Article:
A political song recorded half a century ago is still relevant today.

FIFTY YEARS AGO, American singer Phil Ochs released a song that fired some well-aimed critical arrows at liberal hypocrisy. Written from the perspective of a liberal, the song highlighted how liberals claimed they wanted to change the world but didn't actually want to change the world to do it. Voting for the Democrats was enough.

Introducing 'Love Me, I'm A liberal' from his 1966 live album, Phil Ochs in Concert, Ochs observes:

"In every American community there are varying shades of political opinion. One of the shadiest of these is the liberals. An outspoken group on many subjects, ten degrees to the left of centre in good times, ten degrees to the right of centre if it affects them personally. Here, then, is a lesson in safe logic..."

The song concludes highlighting another liberal trait - how they inevitably slide toward conservatism:

  Sure, once I was young and impulsive; I wore every conceivable pin
  Even went to Socialist meetings, learned all the old Union hymns.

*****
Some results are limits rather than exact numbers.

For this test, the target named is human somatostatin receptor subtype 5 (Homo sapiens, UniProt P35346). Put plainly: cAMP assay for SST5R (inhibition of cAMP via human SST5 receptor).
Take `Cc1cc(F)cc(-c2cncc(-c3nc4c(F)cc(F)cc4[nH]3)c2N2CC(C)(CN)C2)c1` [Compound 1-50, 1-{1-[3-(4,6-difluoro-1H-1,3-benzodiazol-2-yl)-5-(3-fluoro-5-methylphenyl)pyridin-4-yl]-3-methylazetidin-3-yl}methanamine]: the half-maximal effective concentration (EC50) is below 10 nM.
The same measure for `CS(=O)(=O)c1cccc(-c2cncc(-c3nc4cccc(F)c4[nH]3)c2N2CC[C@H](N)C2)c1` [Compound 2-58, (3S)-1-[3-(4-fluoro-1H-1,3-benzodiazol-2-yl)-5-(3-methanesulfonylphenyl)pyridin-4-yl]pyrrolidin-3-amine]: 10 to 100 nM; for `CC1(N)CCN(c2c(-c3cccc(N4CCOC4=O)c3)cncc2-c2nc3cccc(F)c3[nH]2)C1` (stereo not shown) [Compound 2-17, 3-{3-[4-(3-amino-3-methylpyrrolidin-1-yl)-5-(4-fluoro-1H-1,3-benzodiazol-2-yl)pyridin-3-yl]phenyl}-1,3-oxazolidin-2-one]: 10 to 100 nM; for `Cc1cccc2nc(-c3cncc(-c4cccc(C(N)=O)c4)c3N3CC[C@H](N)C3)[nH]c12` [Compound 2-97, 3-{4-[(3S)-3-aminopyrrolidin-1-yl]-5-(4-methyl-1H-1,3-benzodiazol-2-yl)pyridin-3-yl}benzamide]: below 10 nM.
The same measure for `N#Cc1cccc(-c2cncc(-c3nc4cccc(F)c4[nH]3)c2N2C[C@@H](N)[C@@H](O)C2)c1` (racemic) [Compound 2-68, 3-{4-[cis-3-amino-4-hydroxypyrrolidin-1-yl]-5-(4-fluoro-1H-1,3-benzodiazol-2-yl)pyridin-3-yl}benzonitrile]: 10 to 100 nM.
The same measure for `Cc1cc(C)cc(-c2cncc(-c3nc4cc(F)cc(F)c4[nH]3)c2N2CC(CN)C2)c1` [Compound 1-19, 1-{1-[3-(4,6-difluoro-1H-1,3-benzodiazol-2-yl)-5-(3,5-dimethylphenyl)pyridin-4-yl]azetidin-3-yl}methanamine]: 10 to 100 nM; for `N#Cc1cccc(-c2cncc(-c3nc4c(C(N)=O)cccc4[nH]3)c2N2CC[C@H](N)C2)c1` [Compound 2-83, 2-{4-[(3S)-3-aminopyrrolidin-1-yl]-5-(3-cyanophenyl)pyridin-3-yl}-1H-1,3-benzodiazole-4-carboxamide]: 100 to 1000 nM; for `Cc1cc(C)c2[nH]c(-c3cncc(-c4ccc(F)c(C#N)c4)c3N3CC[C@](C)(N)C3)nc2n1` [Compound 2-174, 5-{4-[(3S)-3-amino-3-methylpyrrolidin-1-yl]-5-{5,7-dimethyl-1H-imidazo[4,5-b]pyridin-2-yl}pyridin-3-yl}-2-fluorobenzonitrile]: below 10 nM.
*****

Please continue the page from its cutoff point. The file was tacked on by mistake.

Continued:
Ah, but I've grown older and wiser, and that's why I'm turning you in.
  So love me, love me, love me, I'm a liberal

The song still has resonance today and it has been covered by several artists, often with some of the lyrics 'tweaked' to reflect the political conditions of the time. Perhaps someone could do a version reflecting New Zealand's current political environment.

Certainly the song reflects the irritation we have with the kind of people who pontificate about 'progressive politics' and 'the left' but then blow smoke about a 'socially responsible capitalism' , a 'green capitalism' or even a 'Fourth Industrial Revolution'. They are the kind of people who call each other 'comrade' then trot off to the polling booths to vote for a right wing Labour Party, all the while criticising everyone who has decided not to vote for any of the bastards.

Having done nothing to oppose the march of neoliberalism over the past three decades and, in fact, have mostly assisted it - they now wail about the state we now find ourselves in. But, hey, love me, I'm a liberal...

Phil Ochs was, arguably, one of the sixties greatest folk singers and activists but he never received the recognition he deserved. He battled both depression and alcoholism and, in 1976, he committed suicide.


Post a Comment

Comments are moderated.